James Van Der Zee photographs, circa 1908-1935
Collection comprises 42 gelatin silver prints of images taken in the first decades of the 20th century by James Van Der Zee, noted photographer based in Harlem, New York City. Many are portraits of well-known and ordinary African Americans in Harlem. There are also fictionalized settings and poses conveying hopes, dreams, and humorous situations, as well as views of parades, athletic teams, a Baptist group, a first-grade Harlem classroom, and the interior of Van Der Zee's studio. Subjects include an elegant couple in raccoon coats, a soldier, a female impersonator, a funerary portrait of a man in an open casket, Black Hebrews, Black Cross nurses, Marcus Garvey in regalia during a parade, entrepreneurs Madam C.J. Walker and her daughter A'Lelia, boxer Jack Johnson, and entertainer Bill "Bojangles" Robinson. Included is a self-portrait of the photographer playing a violin, circa 1930. The photographs evoke the diverse and flourishing society of the Harlem Renaissance (1920s-1930s). An early portrait of Van Der Zee's first wife and daughter was taken around 1908, in Lenox, Massachusetts, his birthplace. Average print size is roughly 10 3/4 x 12 inches. Two are original vintage prints; the rest are exhibit prints created mostly in the 1980s from original negatives. Some prints are signed; all are titled and dated on the verso. Several bear the GGG Studio stamp at the 272 Lenox Avenue address. Acquired as part of the John Hope Franklin Research Center for African and African American History and Culture at Duke University.
- Collection Number
- James Van Der Zee photographs
- circa 1908-1935
- .5 Linear Feet, 1 box
- David M. Rubenstein Rare Book & Manuscript Library
- Materials in English.
Collection comprises forty gelatin silver exhibit prints and two vintage prints of images taken in the first decades of the 20th century by James Van Der Zee, noted photographer based in Harlem, New York City. Many are portraits of well-known and ordinary African Americans in Harlem. There are fictionalized scenes and poses evoking hopes, dreams, and humorous situations, as well as views of the interior of Van Der Zee's studio, Harlem parades, a Baptist church building and its congregation, and a first-grade Harlem classroom. Included is a self-portrait of the photographer playing the violin, circa 1930. Other subjects include an elegant couple in raccoon coats; a 1923 soldier; the New York Black Giants baseball team; a female impersonator; a man in an open funeral casket with a superimposed poem extolling fatherhood; a group of African American Hebrews in front of the Moorish Zionist Temple; Marcus Garvey in regalia during a parade; a Garveyite with his son; entrepreneurs Madam C.J. Walker and her daughter A'Lelia in their "Dark Tower" salon with a large group of friends; boxer Jack Johnson; and a double exposure portrait of entertainer Bill "Bojangles" Robinson. The photographs evoke the diverse and flourishing society of the Harlem Renaissance; later images exhibit a certain optimism in spite of the looming Great Depression and its effects.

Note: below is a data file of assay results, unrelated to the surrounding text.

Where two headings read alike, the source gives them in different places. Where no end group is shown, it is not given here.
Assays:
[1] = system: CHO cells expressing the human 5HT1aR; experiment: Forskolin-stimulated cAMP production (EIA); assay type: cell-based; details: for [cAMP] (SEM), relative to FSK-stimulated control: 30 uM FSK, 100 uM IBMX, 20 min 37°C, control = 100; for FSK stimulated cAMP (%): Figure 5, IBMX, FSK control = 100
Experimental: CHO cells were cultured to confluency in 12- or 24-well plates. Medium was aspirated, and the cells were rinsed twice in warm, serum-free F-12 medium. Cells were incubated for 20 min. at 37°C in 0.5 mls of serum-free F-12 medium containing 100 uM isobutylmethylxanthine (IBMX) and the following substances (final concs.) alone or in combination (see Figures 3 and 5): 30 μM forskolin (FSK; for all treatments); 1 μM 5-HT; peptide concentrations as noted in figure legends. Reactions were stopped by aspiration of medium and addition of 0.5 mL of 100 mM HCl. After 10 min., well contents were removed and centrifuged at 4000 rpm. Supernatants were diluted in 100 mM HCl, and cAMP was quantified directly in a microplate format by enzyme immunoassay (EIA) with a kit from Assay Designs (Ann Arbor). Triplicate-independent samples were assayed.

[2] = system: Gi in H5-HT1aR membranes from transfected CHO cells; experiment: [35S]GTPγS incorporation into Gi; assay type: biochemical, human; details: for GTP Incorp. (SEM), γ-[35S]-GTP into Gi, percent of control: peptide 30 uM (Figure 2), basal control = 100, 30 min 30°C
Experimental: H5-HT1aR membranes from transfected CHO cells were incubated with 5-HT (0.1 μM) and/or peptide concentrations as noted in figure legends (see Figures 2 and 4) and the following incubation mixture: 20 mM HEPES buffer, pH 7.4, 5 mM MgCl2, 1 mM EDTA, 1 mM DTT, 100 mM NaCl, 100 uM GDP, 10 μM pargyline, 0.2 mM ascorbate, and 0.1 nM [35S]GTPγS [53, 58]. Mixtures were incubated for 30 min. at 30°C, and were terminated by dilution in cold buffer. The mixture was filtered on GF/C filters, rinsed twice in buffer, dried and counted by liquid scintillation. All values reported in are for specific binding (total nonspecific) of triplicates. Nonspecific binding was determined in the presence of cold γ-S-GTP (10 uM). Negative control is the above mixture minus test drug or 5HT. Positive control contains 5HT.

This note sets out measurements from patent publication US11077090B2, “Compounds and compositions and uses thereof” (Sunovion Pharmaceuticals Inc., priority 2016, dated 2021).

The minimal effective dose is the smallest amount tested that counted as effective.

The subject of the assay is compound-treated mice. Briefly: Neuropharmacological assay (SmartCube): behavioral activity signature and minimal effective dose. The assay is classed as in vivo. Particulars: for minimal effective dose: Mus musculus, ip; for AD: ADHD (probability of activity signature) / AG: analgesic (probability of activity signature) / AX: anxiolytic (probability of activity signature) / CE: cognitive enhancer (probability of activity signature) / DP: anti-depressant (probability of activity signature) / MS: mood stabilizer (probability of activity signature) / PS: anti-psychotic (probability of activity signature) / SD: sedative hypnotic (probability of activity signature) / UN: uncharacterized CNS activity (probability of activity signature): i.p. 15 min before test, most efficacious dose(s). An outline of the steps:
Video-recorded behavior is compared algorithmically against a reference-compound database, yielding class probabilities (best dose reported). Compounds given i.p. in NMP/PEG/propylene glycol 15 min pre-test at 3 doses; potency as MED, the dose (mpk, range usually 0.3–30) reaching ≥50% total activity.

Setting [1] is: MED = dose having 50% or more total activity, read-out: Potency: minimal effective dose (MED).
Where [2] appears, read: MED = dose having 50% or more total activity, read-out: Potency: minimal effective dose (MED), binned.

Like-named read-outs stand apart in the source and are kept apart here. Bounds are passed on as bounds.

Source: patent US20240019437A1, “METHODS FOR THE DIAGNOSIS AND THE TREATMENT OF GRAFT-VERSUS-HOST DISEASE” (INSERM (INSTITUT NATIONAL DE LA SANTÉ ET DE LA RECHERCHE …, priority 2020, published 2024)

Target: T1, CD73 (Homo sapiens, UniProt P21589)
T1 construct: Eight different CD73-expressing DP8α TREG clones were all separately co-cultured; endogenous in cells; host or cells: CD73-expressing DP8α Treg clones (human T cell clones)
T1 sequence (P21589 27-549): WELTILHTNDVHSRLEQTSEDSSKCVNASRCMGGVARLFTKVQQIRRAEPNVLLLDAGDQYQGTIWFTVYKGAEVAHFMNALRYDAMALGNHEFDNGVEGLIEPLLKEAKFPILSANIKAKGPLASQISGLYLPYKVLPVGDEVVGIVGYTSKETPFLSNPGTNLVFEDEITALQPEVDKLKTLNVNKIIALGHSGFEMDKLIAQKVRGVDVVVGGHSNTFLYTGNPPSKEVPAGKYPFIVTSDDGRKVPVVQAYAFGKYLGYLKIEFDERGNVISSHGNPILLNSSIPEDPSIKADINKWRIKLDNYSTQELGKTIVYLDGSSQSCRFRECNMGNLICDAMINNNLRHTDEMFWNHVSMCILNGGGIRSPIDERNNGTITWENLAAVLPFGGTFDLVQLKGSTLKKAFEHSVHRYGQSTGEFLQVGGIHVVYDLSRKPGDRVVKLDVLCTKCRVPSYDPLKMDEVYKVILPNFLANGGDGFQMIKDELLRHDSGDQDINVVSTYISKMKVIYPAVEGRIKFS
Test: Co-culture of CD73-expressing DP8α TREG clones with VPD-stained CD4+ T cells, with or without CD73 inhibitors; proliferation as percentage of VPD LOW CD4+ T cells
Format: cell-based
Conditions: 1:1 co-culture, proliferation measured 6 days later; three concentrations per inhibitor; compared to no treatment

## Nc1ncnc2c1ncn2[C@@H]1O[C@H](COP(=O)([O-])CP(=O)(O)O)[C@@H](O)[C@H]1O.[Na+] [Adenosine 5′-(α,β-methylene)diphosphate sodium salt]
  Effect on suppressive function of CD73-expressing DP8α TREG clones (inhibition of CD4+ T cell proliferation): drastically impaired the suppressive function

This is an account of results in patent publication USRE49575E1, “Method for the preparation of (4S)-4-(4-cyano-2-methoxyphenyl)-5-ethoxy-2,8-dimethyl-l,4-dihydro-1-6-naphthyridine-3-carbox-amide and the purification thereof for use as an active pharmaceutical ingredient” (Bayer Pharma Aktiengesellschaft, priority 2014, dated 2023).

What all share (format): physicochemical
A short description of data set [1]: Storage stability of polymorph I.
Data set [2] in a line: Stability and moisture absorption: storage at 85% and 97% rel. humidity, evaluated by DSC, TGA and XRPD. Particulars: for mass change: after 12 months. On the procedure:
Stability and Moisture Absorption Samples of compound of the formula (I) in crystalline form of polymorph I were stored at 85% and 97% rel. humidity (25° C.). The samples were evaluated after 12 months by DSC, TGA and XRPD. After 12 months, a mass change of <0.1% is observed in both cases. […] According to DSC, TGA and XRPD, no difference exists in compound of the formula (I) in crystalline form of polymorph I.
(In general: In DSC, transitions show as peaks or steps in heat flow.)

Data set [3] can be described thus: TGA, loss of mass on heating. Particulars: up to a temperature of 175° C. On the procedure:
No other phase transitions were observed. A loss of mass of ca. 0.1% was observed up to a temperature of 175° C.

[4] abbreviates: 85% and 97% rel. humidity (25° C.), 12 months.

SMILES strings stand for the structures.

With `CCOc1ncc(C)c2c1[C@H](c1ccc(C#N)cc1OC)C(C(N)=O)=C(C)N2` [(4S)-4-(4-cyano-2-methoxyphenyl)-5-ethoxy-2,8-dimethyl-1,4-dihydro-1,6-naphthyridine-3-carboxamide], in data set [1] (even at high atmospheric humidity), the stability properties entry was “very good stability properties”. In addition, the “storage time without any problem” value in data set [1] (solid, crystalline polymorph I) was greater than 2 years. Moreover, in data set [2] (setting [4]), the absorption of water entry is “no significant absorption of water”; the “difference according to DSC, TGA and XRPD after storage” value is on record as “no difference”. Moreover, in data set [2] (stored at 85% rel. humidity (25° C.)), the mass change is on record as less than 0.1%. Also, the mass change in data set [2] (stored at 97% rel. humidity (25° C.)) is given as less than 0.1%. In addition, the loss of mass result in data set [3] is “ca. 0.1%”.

Prints are arranged in chronological order. The earliest images, from 1908, are of Van Der Zee's first wife and daughter, probably taken in Lenox, Massachusetts, Van Der Zee's birthplace, and a blacksmith, probably taken in Virginia, where Van der Zee spent some time before moving to New York.
The exhibit prints were created from original negatives chiefly from 1981-1983, under the supervision of James Van Der Zee until his passing in 1983. Others were printed around 1987 by his widow Donna Mussenden Van Der Zee. All prints bear titles, dates, edition information, and copyright on verso. Most are from runs of 250 limited edition prints created for various exhibits. Some are signed by the photographer.
The majority of the prints measure 10 x 12 inches (sheet dimensions); image sizes range from 10 1/8 x 8 to 10 x 2 5/8 inches.
Acquired as part of the John Hope Franklin Research Center for African and African American History and Culture at Duke University.
Prints are arranged in chronological order.
Access to the Collection
Collection is open for research.
Use & Permissions
The copyright interests in this collection have not been transferred to Duke University.
Publishing requests should be directed to Mrs. Donna Van Der Zee (firstname.lastname@example.org), who retains the copyright on all materials in this collection.
For more information, consult the copyright section of the Regulations and Procedures of the David M. Rubenstein Rare Book & Manuscript Library.
How to Cite
Identification of item], James Van Der Zee photographs, David M. Rubenstein Rare Book & Manuscript Library, Duke University.
Original gelatin silver prints by James Van Der Zee.